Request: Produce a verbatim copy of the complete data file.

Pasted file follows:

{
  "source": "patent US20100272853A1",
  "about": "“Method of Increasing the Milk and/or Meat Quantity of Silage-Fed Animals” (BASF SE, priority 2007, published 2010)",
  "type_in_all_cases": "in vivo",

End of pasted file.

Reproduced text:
{
  "source": "patent US20100272853A1",
  "about": "“Method of Increasing the Milk and/or Meat Quantity of Silage-Fed Animals” (BASF SE, priority 2007, published 2010)",
  "type_in_all_cases": "in vivo",